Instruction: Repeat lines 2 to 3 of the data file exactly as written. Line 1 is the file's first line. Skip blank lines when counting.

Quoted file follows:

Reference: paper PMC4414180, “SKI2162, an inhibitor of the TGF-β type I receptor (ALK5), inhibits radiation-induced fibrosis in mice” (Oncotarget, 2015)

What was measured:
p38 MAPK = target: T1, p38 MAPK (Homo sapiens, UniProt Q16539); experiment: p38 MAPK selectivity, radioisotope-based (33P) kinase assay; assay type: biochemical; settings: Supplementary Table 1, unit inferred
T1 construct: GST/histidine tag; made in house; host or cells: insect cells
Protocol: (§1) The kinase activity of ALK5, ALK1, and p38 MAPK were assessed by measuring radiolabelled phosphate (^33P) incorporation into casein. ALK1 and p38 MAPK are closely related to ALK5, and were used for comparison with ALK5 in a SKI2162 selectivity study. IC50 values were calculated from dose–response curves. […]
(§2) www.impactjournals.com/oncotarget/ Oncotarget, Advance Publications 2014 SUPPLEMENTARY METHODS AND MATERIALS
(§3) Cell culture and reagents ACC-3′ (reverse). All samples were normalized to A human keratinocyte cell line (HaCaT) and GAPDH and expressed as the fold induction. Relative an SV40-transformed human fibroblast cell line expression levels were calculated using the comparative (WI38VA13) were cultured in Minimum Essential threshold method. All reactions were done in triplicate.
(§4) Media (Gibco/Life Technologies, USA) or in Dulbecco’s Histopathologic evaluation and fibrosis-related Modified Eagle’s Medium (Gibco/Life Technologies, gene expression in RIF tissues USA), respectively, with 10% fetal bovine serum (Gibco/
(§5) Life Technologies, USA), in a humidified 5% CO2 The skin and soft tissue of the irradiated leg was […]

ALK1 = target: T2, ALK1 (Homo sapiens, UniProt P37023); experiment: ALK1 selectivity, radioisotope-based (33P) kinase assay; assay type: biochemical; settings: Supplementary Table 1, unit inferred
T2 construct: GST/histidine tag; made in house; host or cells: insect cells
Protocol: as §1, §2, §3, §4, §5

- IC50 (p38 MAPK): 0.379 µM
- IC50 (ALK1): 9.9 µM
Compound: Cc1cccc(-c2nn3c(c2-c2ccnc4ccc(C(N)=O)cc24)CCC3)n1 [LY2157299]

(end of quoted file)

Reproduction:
What was measured:
p38 MAPK = target: T1, p38 MAPK (Homo sapiens, UniProt Q16539); experiment: p38 MAPK selectivity, radioisotope-based (33P) kinase assay; assay type: biochemical; settings: Supplementary Table 1, unit inferred